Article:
An auction is a mechanism where exchange auctions the investor’s stock holding when the person had sold the stock but is unable to deliver it within a stipulated time period. This mechanism is basically a kind of penalty apart from the fees for the auction. Hence, keep a precaution that your stock doesn’t go into the auction process. It takes place mostly due to an investor’s carelessness.
Whenever you sell shares, there’s always a buyer on the other side. So when you sell shares and cannot deliver it back to the buyer for which he had already paid money, in such a scenario, the exchange calls for an auction. So your broker will try to purchase the shares in a buy-in auction market on T+2 day and the settlement of auction shall be done on T+3 day (holidays are not included).
In case of a successful auction, the client in default (i.e. you) will have to pay the actual auction price + Brokerage + Penalty (this depends on your broker).
The auction pricing depends on the stock price on the auction day. The minimum or lowest auction price will be 20% below the closing price of the day before the day of the auction. Suppose if it is lower, you might gain but this difference goes to the Investor Protection Fund (IPF) and it is not given to you (some broker may pass the gain to you). But say if it is higher, you need to pay the difference.
The close out on the auction day (i.e. T+2 day) will basically be the highest price prevailing in the market till the auction day from the day of trading or 20% above the closing price on the auction day (whichever is higher). You can gain an in-depth understanding of technical analysis in NSE Academy Certified Technical Analysis course. The course gives you powerful insights on profitable technical patterns and strategies supported by statistical analysis of markets.
If the auction is not successful, no one is ready to sell in the auction (generally happens when the stock hits upper circuit), the sale transaction is cancelled by the exchange and the defaulting member has to pay the highest price prevailing from the day of trading (T) up to a day prior to the auction day OR 20% above the official closing price on the day prior to auction day, whichever is higher. The buyer of those shares gets a full refund.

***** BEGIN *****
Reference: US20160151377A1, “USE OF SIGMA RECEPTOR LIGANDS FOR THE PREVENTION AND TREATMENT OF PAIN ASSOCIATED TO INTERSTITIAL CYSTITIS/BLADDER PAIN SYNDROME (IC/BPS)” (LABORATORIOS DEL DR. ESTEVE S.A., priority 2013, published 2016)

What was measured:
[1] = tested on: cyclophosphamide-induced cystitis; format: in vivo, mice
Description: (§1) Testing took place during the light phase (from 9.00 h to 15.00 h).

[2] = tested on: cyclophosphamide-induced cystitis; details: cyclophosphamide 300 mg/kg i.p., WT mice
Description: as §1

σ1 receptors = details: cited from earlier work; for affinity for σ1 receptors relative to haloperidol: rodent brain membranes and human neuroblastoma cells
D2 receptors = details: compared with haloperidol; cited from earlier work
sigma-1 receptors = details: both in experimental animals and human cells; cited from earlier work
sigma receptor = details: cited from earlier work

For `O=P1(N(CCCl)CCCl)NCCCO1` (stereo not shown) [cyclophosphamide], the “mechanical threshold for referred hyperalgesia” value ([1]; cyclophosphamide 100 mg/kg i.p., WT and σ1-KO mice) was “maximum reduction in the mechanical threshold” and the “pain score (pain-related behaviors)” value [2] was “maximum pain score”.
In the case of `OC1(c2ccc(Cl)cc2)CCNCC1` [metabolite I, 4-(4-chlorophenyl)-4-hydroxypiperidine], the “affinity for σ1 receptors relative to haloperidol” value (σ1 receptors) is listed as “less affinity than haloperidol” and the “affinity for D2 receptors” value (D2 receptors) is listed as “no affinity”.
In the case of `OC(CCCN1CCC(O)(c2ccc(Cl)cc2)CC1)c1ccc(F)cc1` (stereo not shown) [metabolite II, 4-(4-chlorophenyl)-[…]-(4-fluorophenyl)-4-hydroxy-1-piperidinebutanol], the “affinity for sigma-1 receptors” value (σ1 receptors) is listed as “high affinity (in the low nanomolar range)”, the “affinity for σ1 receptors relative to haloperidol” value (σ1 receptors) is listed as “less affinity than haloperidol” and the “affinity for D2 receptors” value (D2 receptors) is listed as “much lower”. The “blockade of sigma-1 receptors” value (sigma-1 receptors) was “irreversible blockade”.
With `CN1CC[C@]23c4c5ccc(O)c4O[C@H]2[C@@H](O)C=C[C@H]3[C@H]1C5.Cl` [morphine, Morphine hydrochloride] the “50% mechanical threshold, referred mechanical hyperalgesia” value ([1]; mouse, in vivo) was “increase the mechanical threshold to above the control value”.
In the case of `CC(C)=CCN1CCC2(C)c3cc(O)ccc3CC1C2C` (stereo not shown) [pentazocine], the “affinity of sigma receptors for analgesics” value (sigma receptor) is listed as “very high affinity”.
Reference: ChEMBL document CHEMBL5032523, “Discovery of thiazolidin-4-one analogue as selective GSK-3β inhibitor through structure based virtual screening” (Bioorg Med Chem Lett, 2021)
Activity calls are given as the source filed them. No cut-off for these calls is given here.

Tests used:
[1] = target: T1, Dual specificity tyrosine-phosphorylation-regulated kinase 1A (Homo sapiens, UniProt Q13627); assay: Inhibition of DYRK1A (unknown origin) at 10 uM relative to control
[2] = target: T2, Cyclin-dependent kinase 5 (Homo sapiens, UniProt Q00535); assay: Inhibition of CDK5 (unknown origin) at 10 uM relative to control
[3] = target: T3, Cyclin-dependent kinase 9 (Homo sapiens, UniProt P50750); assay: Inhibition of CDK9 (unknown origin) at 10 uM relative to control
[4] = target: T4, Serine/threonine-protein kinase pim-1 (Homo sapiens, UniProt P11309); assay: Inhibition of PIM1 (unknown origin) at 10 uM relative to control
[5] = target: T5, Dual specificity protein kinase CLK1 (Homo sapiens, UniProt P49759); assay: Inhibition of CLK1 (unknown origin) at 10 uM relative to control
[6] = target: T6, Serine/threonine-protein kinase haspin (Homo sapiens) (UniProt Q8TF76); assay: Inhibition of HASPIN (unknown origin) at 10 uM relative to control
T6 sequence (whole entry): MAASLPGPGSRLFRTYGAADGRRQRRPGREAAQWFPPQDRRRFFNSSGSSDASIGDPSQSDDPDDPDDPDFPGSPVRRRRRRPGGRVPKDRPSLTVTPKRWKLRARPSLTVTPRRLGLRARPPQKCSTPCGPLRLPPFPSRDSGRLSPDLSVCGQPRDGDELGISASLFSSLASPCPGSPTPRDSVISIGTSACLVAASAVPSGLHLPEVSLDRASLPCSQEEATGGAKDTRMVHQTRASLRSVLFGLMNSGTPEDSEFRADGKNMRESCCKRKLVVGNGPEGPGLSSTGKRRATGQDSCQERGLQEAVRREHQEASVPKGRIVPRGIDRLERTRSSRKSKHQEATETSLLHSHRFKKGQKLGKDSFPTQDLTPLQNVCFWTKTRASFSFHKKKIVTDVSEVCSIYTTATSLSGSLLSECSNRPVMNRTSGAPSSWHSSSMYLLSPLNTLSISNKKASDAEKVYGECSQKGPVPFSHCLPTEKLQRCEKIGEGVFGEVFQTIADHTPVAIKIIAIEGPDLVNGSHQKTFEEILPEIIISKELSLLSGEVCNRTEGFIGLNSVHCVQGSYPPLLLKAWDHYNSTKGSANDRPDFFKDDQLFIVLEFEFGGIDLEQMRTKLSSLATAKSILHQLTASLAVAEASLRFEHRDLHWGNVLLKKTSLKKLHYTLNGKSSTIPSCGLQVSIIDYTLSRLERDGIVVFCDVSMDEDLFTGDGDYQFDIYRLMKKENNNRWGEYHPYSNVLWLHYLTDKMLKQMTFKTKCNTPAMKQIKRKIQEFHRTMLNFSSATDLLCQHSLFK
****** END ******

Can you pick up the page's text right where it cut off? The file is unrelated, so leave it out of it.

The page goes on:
Auction Timing and Participants
The auction process is conducted between 2-2:45 pm on a daily basis. It can be participated only by the member broker of the exchange and sell shares which are short delivered.
Let’s understand the concept of auction with the help of a practical example.
On Monday, Bittu short sold 1 share of Apollo Hospitals @ Rs 1080.
On Wednesday (i.e. T+2 day), on behalf of Bittu, his broker is required to deliver the stock to the exchange. Say he defaults on delivery.
On this day, the exchange notices that these shares had not been delivered by the broker and it accordingly blocks a sum of money from the broker’s account which is termed as Valuation Debit.
The valuation price for securities which were not delivered on the settlement day is the closing price of such securities on the immediate trading day (T+1) preceding the pay-in day. Assuming the closing price of Apollo Hospital on T+1 day stands at Rs 1090, the exchange will block sum equal to Rs 1090 from the broker’s account.
The exchange conducts an auction on T+2 day and on behalf of the defaulting seller, it purchases back the stock from the Auction Participant.
The exchange actually delivers the shares back to the actual buyer back on T+3.
Say the stock was bought back in the auction market at Rs 1110. In that case, an additional sum of Rs 20 will be blocked by the exchange (which is the difference between the Auction purchase price @ Rs 1110 and Valuation Debit of Rs 1090).
However, if the stock would have been purchased in the auction market at Rs 930, so the difference amount (i.e. Rs 1090-930) will be transferred to the Investor Protection Fund (IPF).
But in case, there isn’t any seller in the auction market, the exchange conducts the closeout in the following manner.
Closeout will be at the highest price prevailing in the NSE from the day of trading till the auction day or 20% above the official closing price on the auction day, whichever is higher.
Now suppose, the highest price from the day of trading to the auction day stands at Rs 1120. Say the closing price on T+2 day (i.e. auction day) was Rs 1110. So the closeout will be higher of Rs 1120 or Rs 1332 (1110 *120%) i.e. Rs 1332 (closeout price). In this case, the additional sum of Rs 42 will be blocked by the exchange.
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Can a client profit from this auction process?
Suppose on T+1 day, the closing price of Apollo Hospital was Rs 1040 (This is the valuation debit; which is Closing Price of the share not delivered on T+1 day x No. of shares not delivered.).
Say the exchange bought back the share from the auction market at Rs 1060. So presently, Rs 1060 will be debited from the brokers account and the difference of Rs 20 (The price at which you sold i.e. Rs 1080 and the price you bought back in the auction market i.e. Rs 1060) will be your profit. But this profit in most cases is transferred to the Investor Protection Fund (IPF).
A way to avoid the problem of an auction can be online trading. When you make all the deals yourself without depending on the broker, it will be easier for you to track the stocks you bought and the stocks you hold. You will be able to track your portfolio through online trading portals and thus an effective way to avoid auction of your stocks.
Actually, an auction is an effective process from the buyer’s point of view. In fact, an auction is done to provide the buyers with the stocks which they have purchased from a seller.